Have you ever wondered what CPU is inside your computer? If so, and if you’re still pondering that question, perhaps you’ve just been too lazy or busy to open it up and find out. Or, even if the spirit and flesh are willing, you have difficulty tracking down a screwdriver that would help you end the mystery.
Well ponder no more, because there’s an easy way to find out what processor your computer has without getting up. We’ll show you how to find out.
How to see what kind of processor your computer has without getting up
Once CPU-Z is open, the CPU tab should be opened automatically. CPU-Z’s CPU tab will give you the information you’re looking for, and then some. It will tell you which company made your computer’s CPU (Intel here), the series (Core i7), the model (4770K), how fast the processor runs, your motherboard’s socket, and much more.
Anytime you want to find out what kind of processor your computer has, all you need to do is repeat these steps. Also, you never have to worry about CPU-Z slowing your computer down. As you can see below, CPU-Z consumes minimal system resources, and much fewer than what other common Windows programs eat up.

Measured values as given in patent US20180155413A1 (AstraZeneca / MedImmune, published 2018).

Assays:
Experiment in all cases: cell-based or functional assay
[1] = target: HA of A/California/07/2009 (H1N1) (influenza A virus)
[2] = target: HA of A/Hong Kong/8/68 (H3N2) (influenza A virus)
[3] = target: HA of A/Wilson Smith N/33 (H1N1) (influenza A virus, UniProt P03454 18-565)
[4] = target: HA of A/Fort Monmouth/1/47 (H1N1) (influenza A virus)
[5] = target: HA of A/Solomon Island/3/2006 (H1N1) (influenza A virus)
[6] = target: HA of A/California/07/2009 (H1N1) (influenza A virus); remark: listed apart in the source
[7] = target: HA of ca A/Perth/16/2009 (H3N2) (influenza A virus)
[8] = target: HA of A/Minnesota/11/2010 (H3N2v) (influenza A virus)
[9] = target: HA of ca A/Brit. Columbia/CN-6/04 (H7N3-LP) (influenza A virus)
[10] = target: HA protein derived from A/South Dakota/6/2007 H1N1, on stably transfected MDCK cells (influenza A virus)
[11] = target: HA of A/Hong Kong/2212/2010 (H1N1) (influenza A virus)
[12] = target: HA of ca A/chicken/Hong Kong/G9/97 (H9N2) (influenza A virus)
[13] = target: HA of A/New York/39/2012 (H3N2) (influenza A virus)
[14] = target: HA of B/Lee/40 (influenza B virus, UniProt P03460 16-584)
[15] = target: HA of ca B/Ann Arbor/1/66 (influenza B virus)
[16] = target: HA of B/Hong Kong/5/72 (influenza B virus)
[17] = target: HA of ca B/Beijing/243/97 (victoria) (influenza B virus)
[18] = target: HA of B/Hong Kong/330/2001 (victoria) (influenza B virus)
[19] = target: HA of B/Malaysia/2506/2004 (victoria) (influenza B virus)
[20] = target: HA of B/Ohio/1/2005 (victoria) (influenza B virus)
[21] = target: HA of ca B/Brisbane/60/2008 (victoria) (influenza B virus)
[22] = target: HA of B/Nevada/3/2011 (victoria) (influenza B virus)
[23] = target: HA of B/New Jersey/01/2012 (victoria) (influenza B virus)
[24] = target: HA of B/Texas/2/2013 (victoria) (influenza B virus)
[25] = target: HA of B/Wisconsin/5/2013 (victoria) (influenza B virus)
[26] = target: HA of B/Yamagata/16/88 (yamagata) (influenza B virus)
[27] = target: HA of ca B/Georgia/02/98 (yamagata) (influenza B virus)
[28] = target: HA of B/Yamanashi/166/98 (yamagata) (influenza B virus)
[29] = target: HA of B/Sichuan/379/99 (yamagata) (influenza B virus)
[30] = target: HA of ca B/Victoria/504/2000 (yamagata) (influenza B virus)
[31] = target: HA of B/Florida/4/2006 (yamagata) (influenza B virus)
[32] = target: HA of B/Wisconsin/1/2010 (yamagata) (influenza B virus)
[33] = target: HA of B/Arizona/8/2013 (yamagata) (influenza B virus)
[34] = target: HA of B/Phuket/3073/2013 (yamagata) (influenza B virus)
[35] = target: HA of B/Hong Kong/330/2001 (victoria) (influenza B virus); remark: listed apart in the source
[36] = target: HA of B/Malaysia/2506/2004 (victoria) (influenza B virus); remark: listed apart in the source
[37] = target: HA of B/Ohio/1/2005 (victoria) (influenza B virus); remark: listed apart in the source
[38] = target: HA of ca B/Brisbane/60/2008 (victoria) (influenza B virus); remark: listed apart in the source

A central processing unit, or CPU, is arguably the most important component of any computing device. It handles basic instructions and allocates the more complicated tasks to other specific chips to get them to do what they do best. It’s the core of your PC, smartphone, or tablet. and it’s what makes the whole device run as it should.
The CPU itself is a core component of what makes a computer a computer, but it isn’t the computer itself — it’s just the brains of the operation. It’s a small computer chip that sits atop the main circuit board (motherboard or mainboard) of a computer, whether that’s a desktop PC, laptop, or tablet. It’s distinctly separate from the memory, which is where information is stored, and the graphics card or graphics chip, which handles all rendering of video and 3D graphics to your monitor or screen. For a deepr dive, check out our answer to the question, what is a CPU?
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